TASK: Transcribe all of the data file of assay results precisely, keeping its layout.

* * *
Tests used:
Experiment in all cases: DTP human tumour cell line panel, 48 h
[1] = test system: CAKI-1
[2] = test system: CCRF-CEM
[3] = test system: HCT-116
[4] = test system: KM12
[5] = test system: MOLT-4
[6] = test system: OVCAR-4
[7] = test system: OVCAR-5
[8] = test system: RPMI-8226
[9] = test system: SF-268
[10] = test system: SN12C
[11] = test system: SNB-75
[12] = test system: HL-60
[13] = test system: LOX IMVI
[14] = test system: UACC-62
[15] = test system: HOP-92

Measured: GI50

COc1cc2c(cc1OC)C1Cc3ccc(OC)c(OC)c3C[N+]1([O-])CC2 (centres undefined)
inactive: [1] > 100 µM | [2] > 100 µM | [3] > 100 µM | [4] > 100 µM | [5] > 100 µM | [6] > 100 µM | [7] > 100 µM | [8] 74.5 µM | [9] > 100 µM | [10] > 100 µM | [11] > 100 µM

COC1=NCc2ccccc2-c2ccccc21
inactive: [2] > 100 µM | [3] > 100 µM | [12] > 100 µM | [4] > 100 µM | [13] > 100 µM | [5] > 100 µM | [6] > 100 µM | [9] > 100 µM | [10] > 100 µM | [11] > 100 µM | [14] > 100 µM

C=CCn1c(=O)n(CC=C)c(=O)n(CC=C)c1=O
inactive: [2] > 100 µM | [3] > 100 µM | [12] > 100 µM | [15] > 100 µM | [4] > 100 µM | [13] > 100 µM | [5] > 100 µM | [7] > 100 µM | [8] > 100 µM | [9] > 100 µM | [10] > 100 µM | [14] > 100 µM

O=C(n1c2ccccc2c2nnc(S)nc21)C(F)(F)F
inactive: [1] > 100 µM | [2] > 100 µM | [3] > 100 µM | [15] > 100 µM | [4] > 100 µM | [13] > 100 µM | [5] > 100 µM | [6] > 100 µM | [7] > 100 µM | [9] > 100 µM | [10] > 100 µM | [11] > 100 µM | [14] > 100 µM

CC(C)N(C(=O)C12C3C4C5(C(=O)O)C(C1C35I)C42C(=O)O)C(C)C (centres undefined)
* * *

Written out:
Tests used:
Experiment in all cases: DTP human tumour cell line panel, 48 h
[1] = test system: CAKI-1
[2] = test system: CCRF-CEM
[3] = test system: HCT-116
[4] = test system: KM12
[5] = test system: MOLT-4
[6] = test system: OVCAR-4
[7] = test system: OVCAR-5
[8] = test system: RPMI-8226
[9] = test system: SF-268
[10] = test system: SN12C
[11] = test system: SNB-75
[12] = test system: HL-60
[13] = test system: LOX IMVI
[14] = test system: UACC-62
[15] = test system: HOP-92

Measured: GI50

COc1cc2c(cc1OC)C1Cc3ccc(OC)c(OC)c3C[N+]1([O-])CC2 (centres undefined)
inactive: [1] > 100 µM | [2] > 100 µM | [3] > 100 µM | [4] > 100 µM | [5] > 100 µM | [6] > 100 µM | [7] > 100 µM | [8] 74.5 µM | [9] > 100 µM | [10] > 100 µM | [11] > 100 µM

COC1=NCc2ccccc2-c2ccccc21
inactive: [2] > 100 µM | [3] > 100 µM | [12] > 100 µM | [4] > 100 µM | [13] > 100 µM | [5] > 100 µM | [6] > 100 µM | [9] > 100 µM | [10] > 100 µM | [11] > 100 µM | [14] > 100 µM

C=CCn1c(=O)n(CC=C)c(=O)n(CC=C)c1=O
inactive: [2] > 100 µM | [3] > 100 µM | [12] > 100 µM | [15] > 100 µM | [4] > 100 µM | [13] > 100 µM | [5] > 100 µM | [7] > 100 µM | [8] > 100 µM | [9] > 100 µM | [10] > 100 µM | [14] > 100 µM

O=C(n1c2ccccc2c2nnc(S)nc21)C(F)(F)F
inactive: [1] > 100 µM | [2] > 100 µM | [3] > 100 µM | [15] > 100 µM | [4] > 100 µM | [13] > 100 µM | [5] > 100 µM | [6] > 100 µM | [7] > 100 µM | [9] > 100 µM | [10] > 100 µM | [11] > 100 µM | [14] > 100 µM

CC(C)N(C(=O)C12C3C4C5(C(=O)O)C(C1C35I)C42C(=O)O)C(C)C (centres undefined)